Out of the Book Bind

Campus Issues: Collaboration by administrators and student leaders to renew library hours ought to be replicated in the future.

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In the throes of midterms, many students have likely gained a certain familiarity with the cramped quarters of Main Stacks. At a world-renowned research university, access to millions of books and periodicals is integral to the day-to-day workings of our education. And even in a budget crisis, access to the critical academic resources housed in the campus libraries cannot be sacrificed.

Thankfully, our threatened libraries are being restored. Earlier this semester, campus administrators announced that budget cuts would prevent the Main Stacks and Moffitt Library from remaining open 24/7 during finals, as they traditionally do. Coupled with students' heightened fees, the loss of this important resource epitomized the harmful effects budget cuts have had on the UC educational experience.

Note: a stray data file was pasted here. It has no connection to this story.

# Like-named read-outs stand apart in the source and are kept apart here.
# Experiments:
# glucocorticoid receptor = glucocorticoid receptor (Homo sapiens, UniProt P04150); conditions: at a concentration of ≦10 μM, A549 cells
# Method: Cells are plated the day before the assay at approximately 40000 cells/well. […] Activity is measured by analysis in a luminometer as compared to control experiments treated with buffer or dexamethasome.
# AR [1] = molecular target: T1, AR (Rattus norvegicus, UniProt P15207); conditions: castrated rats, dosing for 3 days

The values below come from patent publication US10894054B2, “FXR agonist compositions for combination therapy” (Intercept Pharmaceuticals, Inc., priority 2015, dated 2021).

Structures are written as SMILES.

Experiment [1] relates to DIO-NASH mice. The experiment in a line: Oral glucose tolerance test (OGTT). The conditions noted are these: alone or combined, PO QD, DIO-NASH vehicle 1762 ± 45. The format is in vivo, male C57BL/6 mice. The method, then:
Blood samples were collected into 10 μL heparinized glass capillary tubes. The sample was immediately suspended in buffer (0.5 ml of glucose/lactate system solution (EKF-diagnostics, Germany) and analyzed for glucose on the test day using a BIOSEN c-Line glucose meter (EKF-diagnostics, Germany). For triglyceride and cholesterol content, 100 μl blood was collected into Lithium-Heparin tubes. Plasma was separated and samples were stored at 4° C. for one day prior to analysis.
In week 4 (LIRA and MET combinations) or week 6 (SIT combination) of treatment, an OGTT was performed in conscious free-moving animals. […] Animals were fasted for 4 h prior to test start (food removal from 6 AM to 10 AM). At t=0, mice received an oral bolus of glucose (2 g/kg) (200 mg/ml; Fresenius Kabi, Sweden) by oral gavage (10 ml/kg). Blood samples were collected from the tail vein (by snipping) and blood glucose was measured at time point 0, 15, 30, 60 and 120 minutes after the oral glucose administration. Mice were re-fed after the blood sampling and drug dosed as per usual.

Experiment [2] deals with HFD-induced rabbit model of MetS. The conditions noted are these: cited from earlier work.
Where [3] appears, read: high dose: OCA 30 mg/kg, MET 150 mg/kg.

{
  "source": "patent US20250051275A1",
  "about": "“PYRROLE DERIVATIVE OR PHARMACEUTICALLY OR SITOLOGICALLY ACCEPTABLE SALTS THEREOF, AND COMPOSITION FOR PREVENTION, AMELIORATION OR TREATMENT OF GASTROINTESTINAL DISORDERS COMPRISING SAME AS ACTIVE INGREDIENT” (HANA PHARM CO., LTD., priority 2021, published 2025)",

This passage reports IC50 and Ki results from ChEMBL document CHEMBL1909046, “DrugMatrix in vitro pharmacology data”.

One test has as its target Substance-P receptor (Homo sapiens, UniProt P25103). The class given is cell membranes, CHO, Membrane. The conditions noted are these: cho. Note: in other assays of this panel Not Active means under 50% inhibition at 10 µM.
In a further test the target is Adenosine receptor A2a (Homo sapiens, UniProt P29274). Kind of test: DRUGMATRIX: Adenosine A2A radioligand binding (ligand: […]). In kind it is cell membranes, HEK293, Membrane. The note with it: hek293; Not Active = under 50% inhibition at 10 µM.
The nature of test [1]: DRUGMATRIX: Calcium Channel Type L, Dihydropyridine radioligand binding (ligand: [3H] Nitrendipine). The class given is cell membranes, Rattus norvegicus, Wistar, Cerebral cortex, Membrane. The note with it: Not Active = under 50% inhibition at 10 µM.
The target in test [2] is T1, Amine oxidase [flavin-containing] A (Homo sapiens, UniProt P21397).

Last week, after a meeting with ASUC President Will Smelko, Chancellor Robert Birgeneau was able to find an anonymous donor who generously contributed $30,000 to keep libraries open 24/7 during final exams. Whether you use that resource or not, having the option of using the library at all times during strenuous final exams is undoubtedly a benefit for all students.

Unlike previous years, many of the smaller campus libraries have been completely closed on weekends this semester, limiting students' studying abilities and access to discipline-based resources. On Wednesday, a campus-wide e-mail announced the restoration of spring 2009 Saturday hours for all libraries, thanks to donations by UC Berkeley parents.

Gratitude for renewing library hours ought to go first to the donors. Libraries should not be cut in the first place, and we wish Birgeneau would have acted sooner to find a donor. But when dealing with across the board cuts, officials have a duty to respond to student demands to maintain critical campus services.

Birgeneau and Smelko rightfully stepped up to their leadership roles and effectively provided a solution to maintain an important resource. Such collaboration between students and administrators ought to set a future precedent for similar proactivity and responsiveness to students' voices in dealing with budget cuts.

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